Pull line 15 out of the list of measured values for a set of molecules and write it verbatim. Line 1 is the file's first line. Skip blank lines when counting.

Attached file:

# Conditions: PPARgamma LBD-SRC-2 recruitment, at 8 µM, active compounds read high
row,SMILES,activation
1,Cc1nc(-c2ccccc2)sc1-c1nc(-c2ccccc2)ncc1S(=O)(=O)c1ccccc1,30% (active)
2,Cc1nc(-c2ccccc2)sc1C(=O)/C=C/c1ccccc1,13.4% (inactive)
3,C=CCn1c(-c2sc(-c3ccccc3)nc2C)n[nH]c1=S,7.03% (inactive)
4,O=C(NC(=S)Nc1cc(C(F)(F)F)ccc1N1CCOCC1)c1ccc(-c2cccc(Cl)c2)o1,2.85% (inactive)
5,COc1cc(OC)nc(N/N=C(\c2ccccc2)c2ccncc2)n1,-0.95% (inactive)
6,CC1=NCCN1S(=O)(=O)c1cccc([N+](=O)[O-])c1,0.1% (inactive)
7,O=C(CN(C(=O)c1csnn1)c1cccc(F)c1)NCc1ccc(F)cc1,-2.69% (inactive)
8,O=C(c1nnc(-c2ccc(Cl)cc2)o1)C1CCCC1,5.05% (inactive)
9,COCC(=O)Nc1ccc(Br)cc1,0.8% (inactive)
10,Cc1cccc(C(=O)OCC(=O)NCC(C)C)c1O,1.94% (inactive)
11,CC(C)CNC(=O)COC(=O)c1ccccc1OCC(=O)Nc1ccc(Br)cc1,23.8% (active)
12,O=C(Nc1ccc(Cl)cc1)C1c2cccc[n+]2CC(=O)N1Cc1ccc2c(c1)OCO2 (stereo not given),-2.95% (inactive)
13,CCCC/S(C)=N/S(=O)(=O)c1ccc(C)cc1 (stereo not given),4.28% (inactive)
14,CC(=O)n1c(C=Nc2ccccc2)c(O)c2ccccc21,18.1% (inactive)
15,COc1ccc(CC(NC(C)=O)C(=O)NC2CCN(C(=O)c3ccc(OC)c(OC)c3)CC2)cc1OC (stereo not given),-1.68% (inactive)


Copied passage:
13,CCCC/S(C)=N/S(=O)(=O)c1ccc(C)cc1 (stereo not given),4.28% (inactive)